This article originally appeared on VICE US.
When I'm on my game, I buy all my groceries over the weekend, make my own coffee in the morning, pack a tasty lunch, and bike home from work to cook dinner each weeknight. It feels great knowing I haven’t wasted money on the many delicious, but absurdly overpriced takeout options near my job, like the $7 breakfast sandwich, the $8 gelato, and the $10 grain bowls. And saving nearly $3 on subway fare is the icing on the cake.
Unfortunately, this almost never happens. Friends want to hang out, I forget to buy food over the weekend, or I sleep late and don’t have time to make lunch before work. And while I rarely regret time or money spent on friends, I almost always feel bad when I overspend because I’m in a rush.
It may not seem like a big deal, but spending money to save time adds up: All those drinks and snacks I bought at outdoor events when I could have easily brought my own, every time I took a cab because I didn’t want to wait for public transportation, and even bigger mistakes like not taking the time to look at how much I am paying in investment fees because I just couldn’t be bothered. That literally adds up to hundreds of thousands of dollars over a lifetime.
Sometimes I think the key to saving money is simply to slow down. Sure there will be times when that’s not possible, but more often than not, I’m just being impatient. I'm not the only one with this problem either: impatience is a key reason why people overspend when they get an unexpected windfall and tend to choose smaller gains now over bigger rewards in the future. We want what we want and we want it now.
One way to fight back against these self-defeating urges is to be aware of them and take a moment to think through your choices. Sure, cleaning the bathroom yourself will take 10 minutes now, but it will also save you over $60 that you can put toward college debt later. Self-imposing even a brief waiting period of as little as 10 seconds before you make a purchase can help put things in perspective.
With that in mind, here’s a list of 25 ways to save money simply by taking a moment either to do it yourself or decide if you really need it. Most of these things are mistakes I’ve made myself. And while it’s impossible never to waste money, everyone could use a few tips now and then. I sure know I could.
Save on services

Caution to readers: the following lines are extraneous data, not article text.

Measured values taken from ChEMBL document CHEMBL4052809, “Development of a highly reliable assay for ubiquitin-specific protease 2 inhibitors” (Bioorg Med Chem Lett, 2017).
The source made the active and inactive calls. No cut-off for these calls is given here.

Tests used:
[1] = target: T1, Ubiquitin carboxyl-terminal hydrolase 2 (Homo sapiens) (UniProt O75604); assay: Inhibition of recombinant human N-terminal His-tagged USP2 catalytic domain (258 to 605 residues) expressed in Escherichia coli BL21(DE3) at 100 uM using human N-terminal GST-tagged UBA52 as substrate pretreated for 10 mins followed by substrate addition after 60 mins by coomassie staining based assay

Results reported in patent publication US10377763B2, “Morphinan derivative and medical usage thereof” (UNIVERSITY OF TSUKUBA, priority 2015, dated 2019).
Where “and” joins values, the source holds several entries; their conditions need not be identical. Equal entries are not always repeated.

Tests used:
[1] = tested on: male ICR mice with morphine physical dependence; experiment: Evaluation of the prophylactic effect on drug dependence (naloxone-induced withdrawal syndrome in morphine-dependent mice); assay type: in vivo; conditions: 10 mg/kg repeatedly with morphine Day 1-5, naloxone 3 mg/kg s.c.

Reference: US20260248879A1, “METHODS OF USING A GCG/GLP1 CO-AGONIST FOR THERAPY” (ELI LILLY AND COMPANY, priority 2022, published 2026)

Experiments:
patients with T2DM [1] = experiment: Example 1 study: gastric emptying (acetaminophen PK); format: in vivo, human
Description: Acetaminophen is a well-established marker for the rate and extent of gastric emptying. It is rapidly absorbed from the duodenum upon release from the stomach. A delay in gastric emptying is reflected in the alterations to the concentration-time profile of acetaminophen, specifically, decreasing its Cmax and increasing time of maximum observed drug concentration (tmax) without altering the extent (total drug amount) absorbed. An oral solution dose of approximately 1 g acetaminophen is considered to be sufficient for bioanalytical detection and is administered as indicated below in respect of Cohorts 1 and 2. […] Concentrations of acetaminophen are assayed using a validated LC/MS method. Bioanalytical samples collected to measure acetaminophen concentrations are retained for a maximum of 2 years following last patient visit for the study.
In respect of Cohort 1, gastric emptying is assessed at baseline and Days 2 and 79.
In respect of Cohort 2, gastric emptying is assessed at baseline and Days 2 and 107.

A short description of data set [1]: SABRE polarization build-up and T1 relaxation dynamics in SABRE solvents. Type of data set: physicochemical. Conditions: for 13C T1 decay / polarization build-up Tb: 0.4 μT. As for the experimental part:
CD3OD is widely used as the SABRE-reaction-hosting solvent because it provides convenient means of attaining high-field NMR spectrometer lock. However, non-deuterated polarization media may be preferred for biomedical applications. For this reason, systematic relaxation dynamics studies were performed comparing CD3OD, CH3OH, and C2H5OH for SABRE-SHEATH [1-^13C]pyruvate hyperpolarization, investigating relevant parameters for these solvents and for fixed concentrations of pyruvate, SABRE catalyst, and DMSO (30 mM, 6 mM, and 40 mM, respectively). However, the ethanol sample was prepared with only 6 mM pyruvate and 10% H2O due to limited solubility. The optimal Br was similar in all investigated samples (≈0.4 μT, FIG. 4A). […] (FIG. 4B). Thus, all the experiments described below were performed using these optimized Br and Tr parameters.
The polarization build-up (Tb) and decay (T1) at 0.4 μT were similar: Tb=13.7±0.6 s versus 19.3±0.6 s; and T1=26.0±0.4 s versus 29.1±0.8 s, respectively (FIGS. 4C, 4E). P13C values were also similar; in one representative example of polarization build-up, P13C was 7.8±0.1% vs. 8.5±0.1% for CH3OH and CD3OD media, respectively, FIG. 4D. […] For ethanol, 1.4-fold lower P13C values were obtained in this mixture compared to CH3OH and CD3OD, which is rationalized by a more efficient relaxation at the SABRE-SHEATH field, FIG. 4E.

Wash your own damn car
Clean your house yourself instead of hiring someone else to do it
Do your own laundry instead of paying someone to do it for you
Savings: at least $5 per load
Give yourself a pedicure instead of getting one at a salon
Savings: about $30
Save on food
Buy ice cream at the grocery store, not the ice cream shop
Savings: about $3 a scoop
Make your own avocado toast with some cheap grocery store avocados (yes, you’ll have to wait a few days for them to ripen, but the anticipation will likely make you enjoy it more later)
Savings: about $5
Make your own lunch instead of buying it
Savings: about $5 a day
Eat dinner at home instead of buying a restaurant meal
Savings: about $10 per person per meal
Use first-time discount codes on food apps like DoorDash, GrubHub and Seamless
Savings: at least $10
Save on transportation
Take the bus instead of Ubering it
Savings: about $10 per trip
Walk or bike instead of driving
Savings: up to the price of a gallon of gas depending on how far you can go with your own two feet.
Find the lowest-priced gas in your area with an app like Gas Buddy
Savings: up to 30 cents a gallon
Avoid toll roads and taking the long way home
Savings: up to $34 per road
Buy tickets directly from the venue instead of paying an online “convenience” fee
Savings: up to 27 percent of the ticket price
Save money just by taking the time to ask
Call your bank or credit card company to ask for a late fee to be reversed instead of eating the cost. (Note: this usually only works the first time.)
Savings: about $35
Ask for a discount from a store or vendor on slightly damaged goods
Savings: often as much as 10 percent or more
Save on financial services
Use in-network ATMs instead of whichever one is closest. (Use the ATM locator on your bank app or website to find it.)
Savings: about $3 per withdrawal
Place a limit order on an ETF purchase instead of buying at the market price. (A limit order allows you to set the highest price you will buy at instead of letting the sellers set the price.)
Savings: varies depending on the asking price
Save money just by waiting
Skip the bookstore and reserve that bestseller from the public library for free instead
Savings: about $20
Write a list of things you need to buy before you shop—and not deviating from it
Savings: the total cost of everything not on your list
Compare prices online before you buy anything to ensure you’re getting the best deal
Savings: up to 35 percent
Use the 10-second rule before making any impulse buy to do a gut check on whether you will regret making this purchase an hour or a day from now. Ask yourself: Do I actually need this? If not, will it really make me happier?
Savings: the cost of whatever dumb thing you were going to buy
Step up to the 72-hour rule before making a modest purchase like a new pair of shoes or a small piece of furniture. While you wait, review your monthly spending to see if you’re on track. “By forcing yourself to wait 72 hours before making a purchase, you’re putting some space in between desire and action. Consider it a cooling off period,” Mrs. Frugalwoods writes on her blog.
Master the 30-day rule before any big purchase like a vacation or a car. This is where you need to crunch the numbers and figure out how exactly you are going to pay for this. If you don’t have a good answer, don’t buy it. Even if you can afford it, use the waiting period to do some comparison shopping to see if you can get a better deal elsewhere.
This article originally appeared on VICE US.